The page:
Studia Palmyreńskie — 12.2013

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City and hinterland.


New perspectiyes*

J0rgen Christian Meyer

The problem

In the Roman period Palmyra could be compared with the largest and most influential cities in
the eastern part of the empire. To the west its territory bordered those of Apamea and Emesa. To
the east and northeast its control stretched towards the Euphrates; to the south and southeast deep
into arid Bedouin territory. There have been several attempts to estimate the population of the
city, ranging from 30,000 to 200,000 (Crouch 1972). The city covered an area of twenty sąuare kilo-
metres within the farthest walls, but the population density must have been Iow. Palmyra is an
oasis and much of the city area was probably gardens and open space. Even if we allow for a sea-
sonal nomadic floating population, not having permanent houses in the city, 200,000 is a far too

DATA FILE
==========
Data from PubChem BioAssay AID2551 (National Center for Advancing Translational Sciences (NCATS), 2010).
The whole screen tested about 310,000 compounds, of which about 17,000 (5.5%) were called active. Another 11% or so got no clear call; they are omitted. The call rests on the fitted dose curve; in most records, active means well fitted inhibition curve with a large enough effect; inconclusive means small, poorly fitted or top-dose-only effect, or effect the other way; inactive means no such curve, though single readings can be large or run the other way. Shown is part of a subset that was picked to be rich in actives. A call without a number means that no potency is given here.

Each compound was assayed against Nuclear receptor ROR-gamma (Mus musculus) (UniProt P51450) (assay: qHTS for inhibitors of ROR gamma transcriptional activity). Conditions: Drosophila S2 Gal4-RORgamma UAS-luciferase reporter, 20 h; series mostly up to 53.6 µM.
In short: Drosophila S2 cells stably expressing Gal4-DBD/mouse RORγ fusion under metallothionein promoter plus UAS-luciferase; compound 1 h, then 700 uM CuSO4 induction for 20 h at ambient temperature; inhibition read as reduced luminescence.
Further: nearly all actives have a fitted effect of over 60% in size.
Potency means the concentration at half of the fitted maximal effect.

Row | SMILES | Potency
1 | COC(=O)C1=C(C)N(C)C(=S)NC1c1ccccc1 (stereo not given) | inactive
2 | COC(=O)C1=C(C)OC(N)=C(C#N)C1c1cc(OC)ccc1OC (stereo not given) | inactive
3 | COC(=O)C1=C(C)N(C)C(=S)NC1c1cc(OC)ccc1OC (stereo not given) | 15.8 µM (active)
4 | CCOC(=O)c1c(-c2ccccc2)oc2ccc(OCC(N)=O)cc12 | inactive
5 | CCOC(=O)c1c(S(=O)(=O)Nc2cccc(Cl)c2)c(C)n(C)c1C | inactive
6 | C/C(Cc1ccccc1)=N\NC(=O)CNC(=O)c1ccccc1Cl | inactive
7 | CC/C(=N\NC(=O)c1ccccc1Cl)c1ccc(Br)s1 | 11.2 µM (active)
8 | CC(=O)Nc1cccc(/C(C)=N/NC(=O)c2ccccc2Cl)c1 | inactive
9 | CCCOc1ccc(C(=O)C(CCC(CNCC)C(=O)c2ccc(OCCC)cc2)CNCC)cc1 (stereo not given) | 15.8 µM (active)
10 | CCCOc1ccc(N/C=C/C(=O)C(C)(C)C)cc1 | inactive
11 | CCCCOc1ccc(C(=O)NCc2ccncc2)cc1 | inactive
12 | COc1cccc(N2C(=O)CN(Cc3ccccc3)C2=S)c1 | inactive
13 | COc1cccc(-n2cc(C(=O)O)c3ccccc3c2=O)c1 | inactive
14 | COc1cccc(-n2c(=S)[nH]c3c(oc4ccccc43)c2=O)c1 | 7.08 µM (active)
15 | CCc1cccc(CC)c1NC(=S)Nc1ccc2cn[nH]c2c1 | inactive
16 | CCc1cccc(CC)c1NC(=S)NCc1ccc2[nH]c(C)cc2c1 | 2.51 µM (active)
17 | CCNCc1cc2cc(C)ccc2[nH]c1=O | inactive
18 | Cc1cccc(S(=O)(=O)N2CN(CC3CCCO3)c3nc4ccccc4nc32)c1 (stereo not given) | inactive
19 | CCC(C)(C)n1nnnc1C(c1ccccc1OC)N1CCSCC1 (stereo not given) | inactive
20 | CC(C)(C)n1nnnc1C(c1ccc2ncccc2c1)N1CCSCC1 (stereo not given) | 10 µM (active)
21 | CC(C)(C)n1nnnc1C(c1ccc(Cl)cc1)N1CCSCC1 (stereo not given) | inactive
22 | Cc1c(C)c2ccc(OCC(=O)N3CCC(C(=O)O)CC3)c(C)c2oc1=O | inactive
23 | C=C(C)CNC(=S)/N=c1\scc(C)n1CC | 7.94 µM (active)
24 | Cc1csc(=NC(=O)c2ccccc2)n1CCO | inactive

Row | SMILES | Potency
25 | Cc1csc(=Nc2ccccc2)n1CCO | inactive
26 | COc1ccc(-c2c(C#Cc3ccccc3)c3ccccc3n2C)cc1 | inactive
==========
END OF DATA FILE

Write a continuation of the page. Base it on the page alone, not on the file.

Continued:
high number. The population of Aleppo probably did not exceed 100,000-120,000 people in the
18th century, when it ranked as the third largest settlement in the region after Istanbul and Cairo
(Marcus 1989: 337-341). Aleppo is situated in a relatively fertile region of Syria, but even then pe-
riodically recurring drought caused the annual crops to fail and the population to starve (Marcus
1989:123-130). Palmyra is located outside the fertile parts of the region, and the landscape around
the city does not receive enough annual precipitation to make traditional agriculture by dry-farm-
ing a reliable source of nutrition. Several springs in and near the oasis (Crouch 1975; Barański
1997) can feed gardens with datę palms, olive and fruit trees, vegetables and probably also some

* The paper was revised and updated after the survey in 2011.


Studia Palmyreńskie XII
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